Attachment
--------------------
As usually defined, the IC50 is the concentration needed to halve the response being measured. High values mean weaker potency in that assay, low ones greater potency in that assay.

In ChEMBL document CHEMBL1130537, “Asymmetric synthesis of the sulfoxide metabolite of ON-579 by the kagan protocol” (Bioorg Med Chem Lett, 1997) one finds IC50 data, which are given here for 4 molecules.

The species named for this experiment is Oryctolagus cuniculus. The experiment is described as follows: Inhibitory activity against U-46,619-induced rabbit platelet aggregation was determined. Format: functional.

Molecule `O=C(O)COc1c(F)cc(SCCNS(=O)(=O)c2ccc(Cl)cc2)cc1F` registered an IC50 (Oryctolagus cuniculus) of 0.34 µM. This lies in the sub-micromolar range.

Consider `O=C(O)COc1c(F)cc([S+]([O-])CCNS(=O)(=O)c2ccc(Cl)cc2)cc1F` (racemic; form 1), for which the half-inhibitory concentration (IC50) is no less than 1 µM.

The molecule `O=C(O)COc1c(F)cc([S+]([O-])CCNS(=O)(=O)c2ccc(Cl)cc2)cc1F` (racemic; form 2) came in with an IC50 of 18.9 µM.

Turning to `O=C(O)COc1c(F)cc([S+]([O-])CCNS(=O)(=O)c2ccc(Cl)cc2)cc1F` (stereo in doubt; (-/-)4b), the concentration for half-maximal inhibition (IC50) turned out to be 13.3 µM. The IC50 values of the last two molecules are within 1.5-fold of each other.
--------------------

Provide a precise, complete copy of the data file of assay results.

As usually defined, the IC50 is the concentration needed to halve the response being measured. High values mean weaker potency in that assay, low ones greater potency in that assay.

In ChEMBL document CHEMBL1130537, “Asymmetric synthesis of the sulfoxide metabolite of ON-579 by the kagan protocol” (Bioorg Med Chem Lett, 1997) one finds IC50 data, which are given here for 4 molecules.

The species named for this experiment is Oryctolagus cuniculus. The experiment is described as follows: Inhibitory activity against U-46,619-induced rabbit platelet aggregation was determined. Format: functional.

Molecule `O=C(O)COc1c(F)cc(SCCNS(=O)(=O)c2ccc(Cl)cc2)cc1F` registered an IC50 (Oryctolagus cuniculus) of 0.34 µM. This lies in the sub-micromolar range.

Consider `O=C(O)COc1c(F)cc([S+]([O-])CCNS(=O)(=O)c2ccc(Cl)cc2)cc1F` (racemic; form 1), for which the half-inhibitory concentration (IC50) is no less than 1 µM.

The molecule `O=C(O)COc1c(F)cc([S+]([O-])CCNS(=O)(=O)c2ccc(Cl)cc2)cc1F` (racemic; form 2) came in with an IC50 of 18.9 µM.

Turning to `O=C(O)COc1c(F)cc([S+]([O-])CCNS(=O)(=O)c2ccc(Cl)cc2)cc1F` (stereo in doubt; (-/-)4b), the concentration for half-maximal inhibition (IC50) turned out to be 13.3 µM. The IC50 values of the last two molecules are within 1.5-fold of each other.